I'm analysing a poem that ends with the line "for ever and a day"...
I looked the line up, and it is from The Taming of the Shrew. I know it's a relatively common saying, but I'm pretty sure in this case it's a direct reference to Shakespeare.
The line is said by Biondello, and the whole dialogue reads:
"I cannot tell; expect they are busied about a
counterfeit assurance: take you assurance of her,
'*** privilegio ad imprimendum solum:' to the
church; take the priest, clerk, and some sufficient
honest witnesses: If this be not that you look for,
I have no more to say, But bid Bianca farewell for
ever and a day."
My problem is I have not read the play and have no time to do it (the essay is due pretty soon)... I was wondering if someone could help me out with notes or ideas (even the plot summary of why Biondello says this: does he actually get Bianca? is he inlove with her? why is he saying good bye?)
So basically anything you come up with that relates somehow to this line and its meaning within the play (I've read a few critical essays so I know the plot and some of the main themes within it, just nothing on this particular line).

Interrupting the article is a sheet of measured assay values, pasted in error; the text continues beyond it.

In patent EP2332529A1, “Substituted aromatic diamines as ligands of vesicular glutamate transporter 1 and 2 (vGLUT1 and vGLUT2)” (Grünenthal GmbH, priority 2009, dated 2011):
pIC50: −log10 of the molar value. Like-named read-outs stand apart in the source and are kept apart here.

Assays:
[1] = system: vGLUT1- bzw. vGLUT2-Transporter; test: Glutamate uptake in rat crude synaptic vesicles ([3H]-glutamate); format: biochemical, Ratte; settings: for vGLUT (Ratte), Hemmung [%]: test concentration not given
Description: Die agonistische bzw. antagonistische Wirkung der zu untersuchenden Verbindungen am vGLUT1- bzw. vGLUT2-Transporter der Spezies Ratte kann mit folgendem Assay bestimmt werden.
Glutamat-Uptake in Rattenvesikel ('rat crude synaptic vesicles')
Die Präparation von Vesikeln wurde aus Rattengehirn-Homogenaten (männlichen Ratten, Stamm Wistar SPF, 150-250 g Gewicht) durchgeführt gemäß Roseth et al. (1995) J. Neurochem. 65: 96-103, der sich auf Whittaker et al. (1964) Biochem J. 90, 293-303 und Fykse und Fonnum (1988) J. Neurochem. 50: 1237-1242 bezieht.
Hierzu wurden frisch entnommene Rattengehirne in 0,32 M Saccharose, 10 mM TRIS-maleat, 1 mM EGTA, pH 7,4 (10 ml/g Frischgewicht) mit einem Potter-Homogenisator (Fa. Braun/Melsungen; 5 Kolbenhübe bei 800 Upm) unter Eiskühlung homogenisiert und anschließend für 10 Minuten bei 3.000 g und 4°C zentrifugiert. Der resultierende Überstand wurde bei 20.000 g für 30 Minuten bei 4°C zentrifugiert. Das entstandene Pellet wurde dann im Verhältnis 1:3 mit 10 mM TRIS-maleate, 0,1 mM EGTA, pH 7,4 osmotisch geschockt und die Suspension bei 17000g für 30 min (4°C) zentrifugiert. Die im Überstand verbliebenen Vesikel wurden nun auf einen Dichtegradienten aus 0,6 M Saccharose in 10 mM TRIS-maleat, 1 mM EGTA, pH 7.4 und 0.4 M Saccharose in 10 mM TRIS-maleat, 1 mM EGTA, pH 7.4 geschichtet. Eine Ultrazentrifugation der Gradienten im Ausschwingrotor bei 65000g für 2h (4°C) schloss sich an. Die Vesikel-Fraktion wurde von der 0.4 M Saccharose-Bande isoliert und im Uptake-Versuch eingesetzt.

Turn on thread page Beta
The Taming of the Shrew... watch
- Thread Starter
- 08-11-2008 23:30
- Thread Starter
- 08-11-2008 23:33
(I'll be happy to rep! )
- 08-11-2008 23:45
i'm afraid i can't be of much help..i did coursework on this play for my as level and i've been to see it but i can't remember it in perfect detail
i'll try though;
biondello is not in love with bianca, he is the servent of lucientio..and it's lucientio who is in love with bianca..i don't think he is saying goodbye to bianca, i think he might be telling someone else to say goodbye to her
this particular piece of text is from the scene where lucientio (or atleast lucientio's other servant pretending to be lucientio; complicated plot) and lucientio's father (someone they found on the street and made pretend to be his father..) are meeting with bianca's father, it is said to the real lucientio once bianca's father has left
that's all i can really fathom, i'm not sure if it helps..
- 09-11-2008 11:22
Love the play. Basically as said before, Biondello is Lucentio's (a man who is very much in love with Bianca) servant - and in this scene, is telling Lucentio that the marriage between his master and Bianca has been arranged. B is saying to L that he can have the woman, if this is what he wants, and he should get to the church - but if not, he will never see Bianca again.
- 09-11-2008 11:25
I. put the screw. in the tuna.